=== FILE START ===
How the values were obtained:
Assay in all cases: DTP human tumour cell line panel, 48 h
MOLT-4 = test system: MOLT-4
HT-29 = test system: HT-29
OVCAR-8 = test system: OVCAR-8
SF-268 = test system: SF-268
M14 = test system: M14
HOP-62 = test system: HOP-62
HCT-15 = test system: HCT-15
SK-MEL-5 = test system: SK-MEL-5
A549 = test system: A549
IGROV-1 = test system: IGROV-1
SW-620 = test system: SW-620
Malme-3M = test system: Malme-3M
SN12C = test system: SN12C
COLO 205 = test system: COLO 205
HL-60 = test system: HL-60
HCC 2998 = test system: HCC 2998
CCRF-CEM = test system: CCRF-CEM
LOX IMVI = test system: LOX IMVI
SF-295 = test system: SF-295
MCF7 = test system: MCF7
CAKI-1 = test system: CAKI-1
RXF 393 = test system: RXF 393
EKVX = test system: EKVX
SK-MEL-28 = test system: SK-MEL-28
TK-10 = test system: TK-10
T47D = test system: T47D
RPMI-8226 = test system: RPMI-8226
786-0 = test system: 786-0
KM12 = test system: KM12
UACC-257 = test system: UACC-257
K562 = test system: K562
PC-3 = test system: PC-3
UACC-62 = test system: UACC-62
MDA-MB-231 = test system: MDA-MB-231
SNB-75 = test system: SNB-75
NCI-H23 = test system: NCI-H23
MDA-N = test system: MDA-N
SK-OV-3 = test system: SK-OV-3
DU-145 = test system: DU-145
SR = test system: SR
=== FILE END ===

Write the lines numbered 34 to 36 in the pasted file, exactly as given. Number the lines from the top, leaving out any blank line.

PC-3 = test system: PC-3
UACC-62 = test system: UACC-62
MDA-MB-231 = test system: MDA-MB-231